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Travel Blogs from Santiago de Compostela
... Ars Solaris in the area of Dugium on the Finisterre Peninsula for this mystical experience. We don’t know if they took home scallop shells as souvenirs or not.
Finisterre is now a common add-on for pilgrims who have walked the 500 miles of the Camino del Santiago and feel the need for another 80 or so miles more. Nowadays, after seeing the place from which the sun doesn’t actually disappear forever, they often burn their worn out shoes and ...
... 8216;tomato’ and remembering ‘mustaso’ from the day before (mustard for our
hamburgers!), we were in business. Actually, we recognized some species of fish
on the menu and two of us got fish sandwiches as well.
We spotted a few pilgrims en route, including one who was
obviously overcome and was being carried to a waiting car. We also saw the
trail on a few occasions.
We arrived ...
... Spain . Anyway his body was bought back to north west Spain and the "discovery" of his remains after 8 centuries gave birth to the pilgrimage to Santiago which has lasted for centuries. Started chatting with a Canadian guy who has done the pilgrimage 8 times and now actually does volunteer work in the pilgrim office. He was saying summer is chaos with back packs ...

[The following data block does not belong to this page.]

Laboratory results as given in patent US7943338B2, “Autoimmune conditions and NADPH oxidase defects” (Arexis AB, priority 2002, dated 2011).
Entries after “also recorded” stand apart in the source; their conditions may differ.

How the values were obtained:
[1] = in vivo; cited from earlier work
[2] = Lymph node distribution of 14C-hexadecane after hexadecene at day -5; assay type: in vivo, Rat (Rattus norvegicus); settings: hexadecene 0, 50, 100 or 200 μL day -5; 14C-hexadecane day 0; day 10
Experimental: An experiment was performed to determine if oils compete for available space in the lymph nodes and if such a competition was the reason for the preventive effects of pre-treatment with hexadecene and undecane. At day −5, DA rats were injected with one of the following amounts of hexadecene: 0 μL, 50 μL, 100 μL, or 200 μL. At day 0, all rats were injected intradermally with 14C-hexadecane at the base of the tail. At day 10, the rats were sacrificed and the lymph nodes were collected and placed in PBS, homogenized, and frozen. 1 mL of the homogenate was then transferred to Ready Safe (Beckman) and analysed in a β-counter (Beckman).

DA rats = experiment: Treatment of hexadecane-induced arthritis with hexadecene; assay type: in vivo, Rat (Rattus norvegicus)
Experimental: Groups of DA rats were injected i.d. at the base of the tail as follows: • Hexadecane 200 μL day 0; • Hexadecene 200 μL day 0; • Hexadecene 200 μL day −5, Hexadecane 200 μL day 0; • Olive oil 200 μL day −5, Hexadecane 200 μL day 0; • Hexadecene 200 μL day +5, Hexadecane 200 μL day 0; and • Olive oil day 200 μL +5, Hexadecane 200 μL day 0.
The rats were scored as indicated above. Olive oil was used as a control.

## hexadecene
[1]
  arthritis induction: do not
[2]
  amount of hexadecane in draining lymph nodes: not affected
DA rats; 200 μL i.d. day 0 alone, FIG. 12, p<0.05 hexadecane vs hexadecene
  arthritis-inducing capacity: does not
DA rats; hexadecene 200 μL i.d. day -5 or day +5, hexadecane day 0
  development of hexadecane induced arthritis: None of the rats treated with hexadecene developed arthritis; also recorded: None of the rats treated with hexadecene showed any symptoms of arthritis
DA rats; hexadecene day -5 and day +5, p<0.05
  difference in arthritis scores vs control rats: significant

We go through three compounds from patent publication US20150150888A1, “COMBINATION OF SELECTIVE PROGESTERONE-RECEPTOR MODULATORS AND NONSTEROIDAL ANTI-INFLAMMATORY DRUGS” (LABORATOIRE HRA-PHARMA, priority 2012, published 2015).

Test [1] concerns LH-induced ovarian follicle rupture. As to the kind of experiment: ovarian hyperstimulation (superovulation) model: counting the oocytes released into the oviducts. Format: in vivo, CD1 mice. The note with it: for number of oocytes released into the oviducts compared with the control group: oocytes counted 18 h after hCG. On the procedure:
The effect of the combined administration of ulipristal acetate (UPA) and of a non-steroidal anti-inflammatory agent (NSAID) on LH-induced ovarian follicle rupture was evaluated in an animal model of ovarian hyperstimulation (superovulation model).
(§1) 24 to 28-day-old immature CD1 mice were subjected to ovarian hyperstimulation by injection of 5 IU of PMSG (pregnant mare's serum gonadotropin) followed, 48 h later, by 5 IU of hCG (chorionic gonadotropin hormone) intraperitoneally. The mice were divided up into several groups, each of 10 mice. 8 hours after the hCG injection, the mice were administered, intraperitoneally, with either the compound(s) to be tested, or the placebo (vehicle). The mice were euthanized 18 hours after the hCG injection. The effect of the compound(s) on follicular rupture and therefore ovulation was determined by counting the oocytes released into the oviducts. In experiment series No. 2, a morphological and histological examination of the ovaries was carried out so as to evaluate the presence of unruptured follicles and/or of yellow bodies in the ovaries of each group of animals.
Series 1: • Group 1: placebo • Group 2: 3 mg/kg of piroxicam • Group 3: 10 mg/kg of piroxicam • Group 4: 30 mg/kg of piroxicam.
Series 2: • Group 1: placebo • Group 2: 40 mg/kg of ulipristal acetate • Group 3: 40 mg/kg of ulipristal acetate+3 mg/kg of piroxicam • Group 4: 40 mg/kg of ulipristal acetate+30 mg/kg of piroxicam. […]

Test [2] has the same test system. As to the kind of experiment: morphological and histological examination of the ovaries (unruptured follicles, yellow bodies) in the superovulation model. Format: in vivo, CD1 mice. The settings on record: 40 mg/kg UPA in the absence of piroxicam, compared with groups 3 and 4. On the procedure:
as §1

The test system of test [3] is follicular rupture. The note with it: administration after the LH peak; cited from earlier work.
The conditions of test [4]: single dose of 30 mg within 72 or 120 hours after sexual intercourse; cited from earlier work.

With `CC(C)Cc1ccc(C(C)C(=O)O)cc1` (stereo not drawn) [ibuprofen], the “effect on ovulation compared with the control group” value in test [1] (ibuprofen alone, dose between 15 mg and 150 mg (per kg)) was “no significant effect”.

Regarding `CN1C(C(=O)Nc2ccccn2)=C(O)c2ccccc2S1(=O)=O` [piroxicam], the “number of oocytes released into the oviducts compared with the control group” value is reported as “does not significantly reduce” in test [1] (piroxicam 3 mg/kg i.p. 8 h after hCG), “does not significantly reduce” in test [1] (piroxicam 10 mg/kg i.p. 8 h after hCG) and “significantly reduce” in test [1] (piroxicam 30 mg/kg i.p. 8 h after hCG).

... for many - if they were crazy enough to do it at all!! However, let me digress to give you a brief (and so impossibly inadequate) review of the last week of my walk. I last left you shortly after O'Ceibeiro, which just yesterday we believe enjoyed up to 20cm of snow! That was 155km and a further five days walking ago. That night I made it down to Triacastela totally some 31km that day - basically as the Albergue at the planned 22km point was too dubious to contemplate (no ...
... confirm that we were both alive and in Santiago. Dinner was a quiet affair, in the place that had lured us in with fabulous paella samples earlier. The interior left much to be desired, being a mishmash of everything from classical Hemingway lighting, to cuddly Peruvian wall hangings. It made no sense, and even a bottle of vino tinto and a pequeño café con orujo couldn't help (orujo is like Galician poitín, but legaler, since poitín is only legally distilled by ...